Yield strength of Manganese steel is about 66,000 PSI and ultimate tensile strength is about 107,000 PSI. Elongation is 35% in 2 inches.

Identification of Manganese Steel

Manganese is identified in the field with a magnet. As produced, Manganese is not magnetic or attracted by a magnet. After being used for a period of time, the impact wear areas will have a slight magnetic pull. The non-impact areas, the sides or back of the casting remain non-magnetic. It is the work hardening that makes the impacted surface slightly magnetic. This is the only known metal to have this magnetic change.

Heat Effects on Manganese Steel

Manganese is usually found as a casting; or wrought into shapes such as bar stock, plate, angles, etc. Manganese steel is expensive to machine, which is why most parts are cast to shape and finished by grinding. As cast, Manganese steel that has not been heat-treated is very brittle because of the Manganese carbides. Standard toughening treatment at the foundries, consists of slowly heating the steel to 1850° and quenching it in water. This heat treatment gives Manganese steel it’s high strength and toughness.

NOTE: If any later fabrication process raises the temperature above 500°F, the toughening treatment MUST be repeated.

Sustained temperatures of 500°F to 800°F may cause the Manganese to become brittle. While carbon steels gain strength from tempering, Manganese steel loses ductility when tempered. And can become brittle and prone to cracking in application.

My Application Has More Abrasion Than Impact, What Should I Use?

Manganese as we discussed, is designed for impact wear resistance. When your application has more abrasive wear with some impact, heat treated alloy steel will perform significantly better.

Most people first turn to an AR400 type steel. Most AR steels typically do not have the same hardness throughout the thickness of the steel. Like an Oreo cookie, they are hard on the surface, but soft as mild steel in the center of the steel thickness.

JADCO’s QT Plus ® is an ideal wear plate to utilize in your most challenging abrasion and impact applications. Here are a few reasons why this is the correct answer for your wear headaches:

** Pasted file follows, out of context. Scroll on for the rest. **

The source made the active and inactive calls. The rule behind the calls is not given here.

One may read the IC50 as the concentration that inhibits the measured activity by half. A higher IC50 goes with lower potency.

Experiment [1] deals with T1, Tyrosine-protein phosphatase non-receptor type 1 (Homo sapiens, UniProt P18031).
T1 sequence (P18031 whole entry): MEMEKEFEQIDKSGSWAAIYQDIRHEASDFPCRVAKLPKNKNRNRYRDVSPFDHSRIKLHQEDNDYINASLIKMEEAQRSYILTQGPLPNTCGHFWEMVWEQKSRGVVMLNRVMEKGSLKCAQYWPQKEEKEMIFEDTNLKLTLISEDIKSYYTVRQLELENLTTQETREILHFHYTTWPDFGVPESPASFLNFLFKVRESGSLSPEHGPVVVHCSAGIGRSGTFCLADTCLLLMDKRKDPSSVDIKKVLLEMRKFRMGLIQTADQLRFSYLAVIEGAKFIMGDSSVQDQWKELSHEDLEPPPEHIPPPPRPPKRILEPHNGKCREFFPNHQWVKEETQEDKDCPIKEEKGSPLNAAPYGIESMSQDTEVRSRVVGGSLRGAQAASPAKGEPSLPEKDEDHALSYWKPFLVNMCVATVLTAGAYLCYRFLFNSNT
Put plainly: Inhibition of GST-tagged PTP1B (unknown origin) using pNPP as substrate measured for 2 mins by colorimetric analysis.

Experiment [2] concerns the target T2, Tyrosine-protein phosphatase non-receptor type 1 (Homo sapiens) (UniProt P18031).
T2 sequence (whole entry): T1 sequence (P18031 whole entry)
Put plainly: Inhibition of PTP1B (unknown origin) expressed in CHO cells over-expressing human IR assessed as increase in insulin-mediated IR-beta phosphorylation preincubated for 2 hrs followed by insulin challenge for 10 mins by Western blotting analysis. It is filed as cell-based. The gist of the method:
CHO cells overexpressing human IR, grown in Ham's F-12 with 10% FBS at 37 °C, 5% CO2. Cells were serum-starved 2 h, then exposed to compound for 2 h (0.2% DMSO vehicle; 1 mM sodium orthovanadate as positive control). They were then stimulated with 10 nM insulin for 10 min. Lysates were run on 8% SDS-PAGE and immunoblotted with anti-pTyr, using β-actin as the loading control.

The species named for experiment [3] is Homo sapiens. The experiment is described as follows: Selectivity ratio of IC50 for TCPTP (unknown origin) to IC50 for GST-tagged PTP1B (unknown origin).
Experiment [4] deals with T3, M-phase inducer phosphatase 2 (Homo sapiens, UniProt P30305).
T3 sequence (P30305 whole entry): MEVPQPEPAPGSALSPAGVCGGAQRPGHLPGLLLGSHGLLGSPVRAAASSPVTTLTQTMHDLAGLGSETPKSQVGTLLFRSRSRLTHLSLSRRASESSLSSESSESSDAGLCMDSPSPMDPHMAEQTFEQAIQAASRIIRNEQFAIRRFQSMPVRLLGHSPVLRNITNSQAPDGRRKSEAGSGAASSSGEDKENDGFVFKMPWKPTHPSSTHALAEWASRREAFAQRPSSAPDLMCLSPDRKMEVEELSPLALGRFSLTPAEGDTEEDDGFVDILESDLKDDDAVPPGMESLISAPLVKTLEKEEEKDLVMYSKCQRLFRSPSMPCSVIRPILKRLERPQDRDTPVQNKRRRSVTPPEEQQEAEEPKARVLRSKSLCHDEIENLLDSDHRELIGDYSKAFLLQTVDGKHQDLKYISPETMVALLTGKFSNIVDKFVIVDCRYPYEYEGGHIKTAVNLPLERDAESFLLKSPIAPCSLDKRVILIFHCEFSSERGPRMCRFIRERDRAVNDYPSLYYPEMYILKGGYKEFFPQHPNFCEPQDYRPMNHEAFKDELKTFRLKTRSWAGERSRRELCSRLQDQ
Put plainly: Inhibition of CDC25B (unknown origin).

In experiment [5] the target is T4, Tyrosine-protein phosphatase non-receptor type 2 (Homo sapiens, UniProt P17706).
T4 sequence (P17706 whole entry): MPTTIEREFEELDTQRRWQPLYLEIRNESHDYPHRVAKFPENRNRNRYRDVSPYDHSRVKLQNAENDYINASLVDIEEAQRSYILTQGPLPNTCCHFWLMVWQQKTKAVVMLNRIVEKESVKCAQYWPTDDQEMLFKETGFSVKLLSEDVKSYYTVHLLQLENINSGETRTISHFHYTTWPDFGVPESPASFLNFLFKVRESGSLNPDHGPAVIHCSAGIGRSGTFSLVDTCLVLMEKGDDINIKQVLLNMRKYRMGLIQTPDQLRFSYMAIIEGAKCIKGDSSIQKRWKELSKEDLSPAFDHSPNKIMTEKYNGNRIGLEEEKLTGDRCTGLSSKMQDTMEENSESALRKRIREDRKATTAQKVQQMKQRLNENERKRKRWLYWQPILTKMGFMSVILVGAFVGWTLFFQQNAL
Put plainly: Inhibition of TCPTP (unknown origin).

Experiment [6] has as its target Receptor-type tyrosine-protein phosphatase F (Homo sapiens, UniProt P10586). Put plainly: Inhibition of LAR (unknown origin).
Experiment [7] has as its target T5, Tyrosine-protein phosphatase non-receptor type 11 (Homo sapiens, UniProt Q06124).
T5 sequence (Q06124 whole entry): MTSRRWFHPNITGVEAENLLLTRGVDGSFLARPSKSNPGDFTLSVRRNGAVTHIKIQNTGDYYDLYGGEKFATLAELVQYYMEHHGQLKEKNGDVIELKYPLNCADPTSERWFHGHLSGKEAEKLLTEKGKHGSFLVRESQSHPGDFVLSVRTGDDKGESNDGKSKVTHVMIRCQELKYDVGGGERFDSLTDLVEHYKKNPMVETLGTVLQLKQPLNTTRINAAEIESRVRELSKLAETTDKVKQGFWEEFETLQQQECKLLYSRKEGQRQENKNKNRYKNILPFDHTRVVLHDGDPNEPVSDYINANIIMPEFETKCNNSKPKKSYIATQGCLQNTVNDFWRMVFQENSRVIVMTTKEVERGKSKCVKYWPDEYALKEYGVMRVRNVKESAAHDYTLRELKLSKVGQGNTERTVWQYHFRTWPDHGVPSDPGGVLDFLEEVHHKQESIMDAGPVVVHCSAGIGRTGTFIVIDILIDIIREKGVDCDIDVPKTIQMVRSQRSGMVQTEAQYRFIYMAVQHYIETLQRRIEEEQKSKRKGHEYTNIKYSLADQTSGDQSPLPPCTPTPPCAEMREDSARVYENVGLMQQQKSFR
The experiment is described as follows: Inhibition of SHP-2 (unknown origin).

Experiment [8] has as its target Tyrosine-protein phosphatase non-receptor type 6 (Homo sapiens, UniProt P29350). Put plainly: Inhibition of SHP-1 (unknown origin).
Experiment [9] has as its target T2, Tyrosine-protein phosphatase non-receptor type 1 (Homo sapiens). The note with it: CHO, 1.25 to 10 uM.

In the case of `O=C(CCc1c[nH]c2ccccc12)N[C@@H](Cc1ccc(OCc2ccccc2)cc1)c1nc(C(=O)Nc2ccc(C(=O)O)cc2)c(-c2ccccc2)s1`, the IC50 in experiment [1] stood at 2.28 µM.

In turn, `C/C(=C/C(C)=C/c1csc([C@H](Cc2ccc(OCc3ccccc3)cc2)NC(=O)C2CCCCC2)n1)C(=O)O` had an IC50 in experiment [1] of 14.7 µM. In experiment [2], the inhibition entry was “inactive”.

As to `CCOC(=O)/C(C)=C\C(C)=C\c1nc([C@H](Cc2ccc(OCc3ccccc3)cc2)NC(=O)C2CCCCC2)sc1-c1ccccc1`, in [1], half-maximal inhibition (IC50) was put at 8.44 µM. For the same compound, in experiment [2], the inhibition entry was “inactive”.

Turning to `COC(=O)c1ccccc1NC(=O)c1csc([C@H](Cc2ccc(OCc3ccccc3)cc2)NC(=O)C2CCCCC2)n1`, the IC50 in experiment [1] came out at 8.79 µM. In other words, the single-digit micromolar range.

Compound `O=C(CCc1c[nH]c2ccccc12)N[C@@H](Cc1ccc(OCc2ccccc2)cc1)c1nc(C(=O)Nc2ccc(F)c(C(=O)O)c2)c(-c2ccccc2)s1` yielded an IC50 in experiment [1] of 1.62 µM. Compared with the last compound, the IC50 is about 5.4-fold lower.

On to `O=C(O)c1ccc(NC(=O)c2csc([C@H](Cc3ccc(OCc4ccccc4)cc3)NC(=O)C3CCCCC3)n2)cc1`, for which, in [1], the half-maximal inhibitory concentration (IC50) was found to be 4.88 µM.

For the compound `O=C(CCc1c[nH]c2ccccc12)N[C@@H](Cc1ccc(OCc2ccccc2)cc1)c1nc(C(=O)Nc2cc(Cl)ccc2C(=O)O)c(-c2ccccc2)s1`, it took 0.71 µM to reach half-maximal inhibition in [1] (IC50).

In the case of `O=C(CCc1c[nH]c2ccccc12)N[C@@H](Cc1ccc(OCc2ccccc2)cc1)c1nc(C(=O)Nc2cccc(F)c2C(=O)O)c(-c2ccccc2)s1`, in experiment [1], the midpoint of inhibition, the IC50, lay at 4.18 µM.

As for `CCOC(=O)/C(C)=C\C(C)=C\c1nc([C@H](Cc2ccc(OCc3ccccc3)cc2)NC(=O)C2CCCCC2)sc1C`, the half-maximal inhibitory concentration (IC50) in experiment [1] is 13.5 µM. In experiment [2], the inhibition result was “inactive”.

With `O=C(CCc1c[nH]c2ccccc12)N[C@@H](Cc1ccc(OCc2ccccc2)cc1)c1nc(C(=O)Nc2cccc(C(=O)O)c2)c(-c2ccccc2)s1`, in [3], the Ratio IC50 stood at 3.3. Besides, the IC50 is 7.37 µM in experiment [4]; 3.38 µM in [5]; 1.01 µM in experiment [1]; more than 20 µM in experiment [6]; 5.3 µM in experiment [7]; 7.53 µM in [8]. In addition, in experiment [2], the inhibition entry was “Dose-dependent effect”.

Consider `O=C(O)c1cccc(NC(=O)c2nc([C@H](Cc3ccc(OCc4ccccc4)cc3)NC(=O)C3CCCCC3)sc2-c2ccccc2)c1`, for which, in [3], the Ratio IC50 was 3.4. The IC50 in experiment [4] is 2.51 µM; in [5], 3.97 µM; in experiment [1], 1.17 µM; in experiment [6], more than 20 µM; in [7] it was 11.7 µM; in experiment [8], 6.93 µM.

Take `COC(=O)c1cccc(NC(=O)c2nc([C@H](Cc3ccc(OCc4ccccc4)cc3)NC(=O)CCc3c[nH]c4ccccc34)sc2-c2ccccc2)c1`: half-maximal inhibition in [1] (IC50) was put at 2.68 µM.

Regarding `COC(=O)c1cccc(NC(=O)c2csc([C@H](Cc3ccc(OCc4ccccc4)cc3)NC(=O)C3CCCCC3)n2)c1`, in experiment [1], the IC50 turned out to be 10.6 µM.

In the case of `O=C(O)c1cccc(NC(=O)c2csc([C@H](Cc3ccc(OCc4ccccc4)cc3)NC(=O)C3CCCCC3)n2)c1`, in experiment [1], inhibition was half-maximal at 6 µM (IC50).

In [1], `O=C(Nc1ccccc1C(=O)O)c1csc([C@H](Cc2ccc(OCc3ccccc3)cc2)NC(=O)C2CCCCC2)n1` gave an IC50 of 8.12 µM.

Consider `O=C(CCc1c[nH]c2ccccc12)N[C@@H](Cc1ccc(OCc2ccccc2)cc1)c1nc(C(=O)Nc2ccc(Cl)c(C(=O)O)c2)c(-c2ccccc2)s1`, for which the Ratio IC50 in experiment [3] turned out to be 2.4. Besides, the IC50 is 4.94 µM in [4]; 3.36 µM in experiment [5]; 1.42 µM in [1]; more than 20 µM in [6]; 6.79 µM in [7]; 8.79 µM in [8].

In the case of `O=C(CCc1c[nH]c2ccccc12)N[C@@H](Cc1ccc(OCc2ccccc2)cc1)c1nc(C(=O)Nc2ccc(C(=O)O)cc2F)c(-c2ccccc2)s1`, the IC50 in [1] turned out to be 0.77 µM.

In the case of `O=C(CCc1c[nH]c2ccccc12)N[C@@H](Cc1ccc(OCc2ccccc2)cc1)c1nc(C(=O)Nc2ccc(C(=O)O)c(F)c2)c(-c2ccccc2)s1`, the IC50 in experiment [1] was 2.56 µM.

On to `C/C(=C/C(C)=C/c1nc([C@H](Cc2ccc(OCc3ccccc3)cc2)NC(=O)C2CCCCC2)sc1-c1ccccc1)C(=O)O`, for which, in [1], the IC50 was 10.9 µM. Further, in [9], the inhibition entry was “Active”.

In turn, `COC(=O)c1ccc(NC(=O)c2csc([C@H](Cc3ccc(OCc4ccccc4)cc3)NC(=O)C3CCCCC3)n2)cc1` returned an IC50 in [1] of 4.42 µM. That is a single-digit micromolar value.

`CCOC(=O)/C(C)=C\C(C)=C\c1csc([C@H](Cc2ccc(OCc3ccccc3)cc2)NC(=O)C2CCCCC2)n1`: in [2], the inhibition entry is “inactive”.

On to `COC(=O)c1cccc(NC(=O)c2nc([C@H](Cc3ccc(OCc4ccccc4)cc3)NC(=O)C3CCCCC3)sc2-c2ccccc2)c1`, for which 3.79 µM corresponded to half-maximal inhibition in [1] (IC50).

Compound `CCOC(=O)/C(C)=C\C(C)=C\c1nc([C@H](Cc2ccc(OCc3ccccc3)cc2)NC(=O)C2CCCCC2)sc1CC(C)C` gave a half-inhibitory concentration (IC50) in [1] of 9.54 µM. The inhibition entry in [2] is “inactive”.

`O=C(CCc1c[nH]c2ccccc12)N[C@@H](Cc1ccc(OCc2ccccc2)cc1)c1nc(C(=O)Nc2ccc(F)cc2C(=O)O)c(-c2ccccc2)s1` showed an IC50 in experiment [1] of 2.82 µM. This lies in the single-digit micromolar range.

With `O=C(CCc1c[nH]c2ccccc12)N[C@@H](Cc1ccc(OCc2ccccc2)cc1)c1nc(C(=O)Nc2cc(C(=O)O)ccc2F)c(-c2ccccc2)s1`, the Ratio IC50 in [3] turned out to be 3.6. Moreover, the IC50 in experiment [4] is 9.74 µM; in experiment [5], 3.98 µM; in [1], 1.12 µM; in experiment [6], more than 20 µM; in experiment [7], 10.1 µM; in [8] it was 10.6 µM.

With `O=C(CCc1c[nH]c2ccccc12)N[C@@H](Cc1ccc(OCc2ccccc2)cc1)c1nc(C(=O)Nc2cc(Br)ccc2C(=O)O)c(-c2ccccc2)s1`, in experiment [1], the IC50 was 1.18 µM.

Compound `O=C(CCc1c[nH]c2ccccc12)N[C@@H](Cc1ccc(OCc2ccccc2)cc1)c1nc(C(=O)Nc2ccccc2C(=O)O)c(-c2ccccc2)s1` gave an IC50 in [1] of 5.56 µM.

QT Plus ® has the same hardness completely through the thickness of the plate. This means your wear is consistent and predictible. Say your ¾” plate has been in use for the past 3 years, and has now worn to ½” thick. You can plan your budget and schedule the labor to replace these plates in another 3 years when they will have worn to ¼”. And schedule the work at your convenience, rather than have an uplanned breakdown.

This way you avoid an unexpected failure when production grinds to a halt. Then it is all hands on deck to try and patch it up. You pray it holds together until you can find the time to replace it properly. Don’t forget you have to buy replacement steel, when your maintenance budget has already run dry. Avoid the drama and stress up front.

QT Plus ® can effectively be formed, machined and welded using the proper welding alloys and correct weld procedures. After comprehensive testing, QT Plus ® has been selected by a highly respected OEM mining equipment as the wear plate they specify for their most challenging applications. We know you will also benefit by using JADCO QT Plus ®.

Isn’t it time for you to invite a JADCO sales professional to review your current applications before it is too late? When we review what you are doing, what you have tried and how it worked previously; we can help you achieve real improvements in your process.

Contact your local JADCO professional by calling us at (724) 452-5252 or email us at: .

We look forward to helping you control your biggest wear related challenges.